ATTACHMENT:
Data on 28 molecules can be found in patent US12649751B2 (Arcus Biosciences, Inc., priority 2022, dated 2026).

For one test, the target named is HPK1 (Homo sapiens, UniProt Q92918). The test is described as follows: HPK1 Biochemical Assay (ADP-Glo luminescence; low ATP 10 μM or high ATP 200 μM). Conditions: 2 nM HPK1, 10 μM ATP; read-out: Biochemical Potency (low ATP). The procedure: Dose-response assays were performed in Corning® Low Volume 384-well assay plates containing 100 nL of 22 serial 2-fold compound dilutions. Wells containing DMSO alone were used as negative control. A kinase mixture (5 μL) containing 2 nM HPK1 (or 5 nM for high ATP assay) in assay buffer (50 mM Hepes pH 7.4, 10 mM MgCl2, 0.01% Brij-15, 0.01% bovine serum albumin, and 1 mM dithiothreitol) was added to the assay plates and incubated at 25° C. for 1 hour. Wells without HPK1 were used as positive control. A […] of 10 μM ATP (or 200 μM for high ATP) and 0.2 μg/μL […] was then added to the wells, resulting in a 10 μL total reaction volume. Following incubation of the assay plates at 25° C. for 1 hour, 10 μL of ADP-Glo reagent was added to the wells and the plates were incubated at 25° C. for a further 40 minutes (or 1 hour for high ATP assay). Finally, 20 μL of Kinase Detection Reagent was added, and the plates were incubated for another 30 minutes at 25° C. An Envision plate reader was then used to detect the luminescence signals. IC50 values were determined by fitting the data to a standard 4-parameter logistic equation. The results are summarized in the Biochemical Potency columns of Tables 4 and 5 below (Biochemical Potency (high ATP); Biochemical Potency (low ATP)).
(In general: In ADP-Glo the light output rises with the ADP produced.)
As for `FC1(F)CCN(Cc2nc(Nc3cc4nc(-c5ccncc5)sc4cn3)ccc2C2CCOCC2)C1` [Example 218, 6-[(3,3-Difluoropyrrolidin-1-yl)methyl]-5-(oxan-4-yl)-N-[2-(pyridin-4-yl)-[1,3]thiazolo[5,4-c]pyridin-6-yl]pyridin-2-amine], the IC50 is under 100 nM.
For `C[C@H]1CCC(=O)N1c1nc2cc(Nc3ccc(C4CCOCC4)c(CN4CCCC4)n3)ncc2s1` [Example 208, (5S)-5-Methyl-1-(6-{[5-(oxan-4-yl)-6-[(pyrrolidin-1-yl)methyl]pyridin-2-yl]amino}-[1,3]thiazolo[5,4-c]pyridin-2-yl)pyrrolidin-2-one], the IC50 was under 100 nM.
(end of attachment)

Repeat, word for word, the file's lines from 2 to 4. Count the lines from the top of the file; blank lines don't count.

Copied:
For one test, the target named is HPK1 (Homo sapiens, UniProt Q92918). The test is described as follows: HPK1 Biochemical Assay (ADP-Glo luminescence; low ATP 10 μM or high ATP 200 μM). Conditions: 2 nM HPK1, 10 μM ATP; read-out: Biochemical Potency (low ATP). The procedure: Dose-response assays were performed in Corning® Low Volume 384-well assay plates containing 100 nL of 22 serial 2-fold compound dilutions. Wells containing DMSO alone were used as negative control. A kinase mixture (5 μL) containing 2 nM HPK1 (or 5 nM for high ATP assay) in assay buffer (50 mM Hepes pH 7.4, 10 mM MgCl2, 0.01% Brij-15, 0.01% bovine serum albumin, and 1 mM dithiothreitol) was added to the assay plates and incubated at 25° C. for 1 hour. Wells without HPK1 were used as positive control. A […] of 10 μM ATP (or 200 μM for high ATP) and 0.2 μg/μL […] was then added to the wells, resulting in a 10 μL total reaction volume. Following incubation of the assay plates at 25° C. for 1 hour, 10 μL of ADP-Glo reagent was added to the wells and the plates were incubated at 25° C. for a further 40 minutes (or 1 hour for high ATP assay). Finally, 20 μL of Kinase Detection Reagent was added, and the plates were incubated for another 30 minutes at 25° C. An Envision plate reader was then used to detect the luminescence signals. IC50 values were determined by fitting the data to a standard 4-parameter logistic equation. The results are summarized in the Biochemical Potency columns of Tables 4 and 5 below (Biochemical Potency (high ATP); Biochemical Potency (low ATP)).
(In general: In ADP-Glo the light output rises with the ADP produced.)
As for `FC1(F)CCN(Cc2nc(Nc3cc4nc(-c5ccncc5)sc4cn3)ccc2C2CCOCC2)C1` [Example 218, 6-[(3,3-Difluoropyrrolidin-1-yl)methyl]-5-(oxan-4-yl)-N-[2-(pyridin-4-yl)-[1,3]thiazolo[5,4-c]pyridin-6-yl]pyridin-2-amine], the IC50 is under 100 nM.